But if you really think the Taylor Law is a good law as it exists, what you're saying is that you don't believe that unionized workers should have any tools at their disposal to hold employers' feet to the fire in contract negotiations. And that would mean that you don't believe in organized labor. It's that simple.

by Scott Shields 2005-12-21 07:29PM | 0 recs
Re: The Taylor Law is a good law
I believe in organized labor and unions to strike but not when these strikes could hurt the citizens.
by SensibleDemocrat 2005-12-21 07:39PM | 0 recs
Re: The Taylor Law is a good law
What does that even mean? And how does that account for a badly structured law?
by bruh21 2005-12-21 07:44PM | 0 recs
The Taylor Law is a terrible law
That's a ridiculous comment.  All stikes hurt people.  That's the entire point. If a strike did not hurt someone, then the use of a strike as a bargining tactic would be nil.  What you're basically saying is that you support the right to strike as long as people don't strike.

Look, there is no way for the TWU to bring the MTA to the table.  The MTA doesn't have to give them a contract.  The MTA doesn't have to do dick.  They can sit back, play games with the union, and try to force them into accepting an offer that is going to break the union.  And if the union doesn't strike, that is exactly what is going to happen.  The union will break.

by crimsonc 2005-12-21 07:52PM | 0 recs
It's impressive
It's impressive to see a union able to bring this great city almost to a halt.  As much as it has inconvenienced me personally, I feel heartened to know that workers, organizing independently, still have this much power.

When I've seen interviews with transit workers, most of them are wholeheartedly behind the strike.  Others say, "I wish our leadership had stayed at the bargaining table a little longer."  But they also say, "We elected them to fight for us, and they're doing what they need to do -- and we support them."

This is what organized labor is all about: putting your trust in your fellow workers to fight for all of us.  Is it inconvenient for average New Yorkers?  Sure.  It's even more inconvenient for transit workers who are being docked 2 days' pay for each 1 day they're off the job.  

They are sacrificing... for the idea that things SHOULDN'T get gradually worse and worse for each new generation of workers.  Roger Toussaint said, "We will not give up our unborn."  That is a noble principle, and I applaud the TWU for standing up for it.

by Maximus 2005-12-21 08:25PM | 0 recs
Re: The Taylor Law is a terrible law
THere is such thing as timing.  A strike a couple of months later will still bring the city to a halt. You want to inconvenience people, not hold them hostage.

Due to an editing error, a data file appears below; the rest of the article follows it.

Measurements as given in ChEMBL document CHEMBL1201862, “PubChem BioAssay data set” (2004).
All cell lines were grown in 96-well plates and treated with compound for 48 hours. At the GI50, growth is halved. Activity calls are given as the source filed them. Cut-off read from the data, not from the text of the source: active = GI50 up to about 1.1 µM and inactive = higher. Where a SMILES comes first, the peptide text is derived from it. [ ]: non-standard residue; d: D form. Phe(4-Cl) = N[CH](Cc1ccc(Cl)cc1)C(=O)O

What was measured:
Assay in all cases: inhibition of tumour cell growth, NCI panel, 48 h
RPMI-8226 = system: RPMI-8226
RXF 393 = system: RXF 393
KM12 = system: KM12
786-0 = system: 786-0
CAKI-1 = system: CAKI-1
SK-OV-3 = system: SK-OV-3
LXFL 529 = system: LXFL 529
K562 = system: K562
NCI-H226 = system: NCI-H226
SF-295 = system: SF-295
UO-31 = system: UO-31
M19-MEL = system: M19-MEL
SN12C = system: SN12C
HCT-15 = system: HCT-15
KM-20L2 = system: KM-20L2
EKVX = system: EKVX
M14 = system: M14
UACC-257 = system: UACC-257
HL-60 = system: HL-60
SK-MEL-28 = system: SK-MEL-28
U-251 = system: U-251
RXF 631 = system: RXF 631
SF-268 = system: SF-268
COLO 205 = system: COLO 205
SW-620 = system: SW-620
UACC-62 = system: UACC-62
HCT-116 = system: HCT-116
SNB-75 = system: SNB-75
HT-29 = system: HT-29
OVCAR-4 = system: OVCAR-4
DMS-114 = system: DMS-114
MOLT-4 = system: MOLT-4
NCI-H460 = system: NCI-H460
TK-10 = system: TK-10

by Pravin 2005-12-22 06:38AM | 0 recs
Re: The Taylor Law is a terrible law
"THere is such thing as timing.  A strike a couple of months later will still bring the city to a halt. You want to inconvenience people, not hold them hostage."

I agree completely!  The management should all be immediately replaced for giving the workers no choice but to strike!

by davej 2005-12-22 07:44AM | 0 recs
Re: The Taylor Law is a terrible law
I know it was sarcasm, but I actually agree that MTA management needs to be pared down. despite my changing views on the appropriateness of the strike at this time, I have always maintained the MTA management should bear the brunt of the public ire.
by Pravin 2005-12-22 10:37AM | 0 recs
Re: The Taylor Law is a good law
I believe in organized labor and unions to strike but not when these strikes could hurt the citizens.

What you really believe is that unions should not have the right to strike when their striikes could hurt the bottom line of their employers. The only citizens you are concerned about are shareholders and CEOs.

by Gary Boatwright 2005-12-22 02:12AM | 0 recs
Re: The Taylor Law is a good law
Come on. A lot of us are trying to find a way to come up with our opinions here by learning from other mydd members. You are making assumptions of what SensibleDemocrat thinks based on a very broad statement he made which is a little sloppy in the way it he conveys what he feels(I can identify with him because sometimes I wish I had an edit option when I read a post I wrote a few hours later and feel I could express my view better). Still, I see no indication he is siding with MTA management on that. When he says hurt, I think he means it in an extreme sense versus a mere  inconvenience. He probably means a strike which leaves some citizens with no options at all versus fewer options ( a rich stockbroker can hire a taxi or afford to take days off while some arthritic middle class person may find the next few days unbearable) should be avoided as much as possible. Now if you disagree with that, that's fine. No need to get personal with him. There is a lot of disinformation in the mainstream media about this strike. Smugness here won't help counter that.  
by Pravin 2005-12-22 07:05AM | 0 recs
I'm calling Bullshit!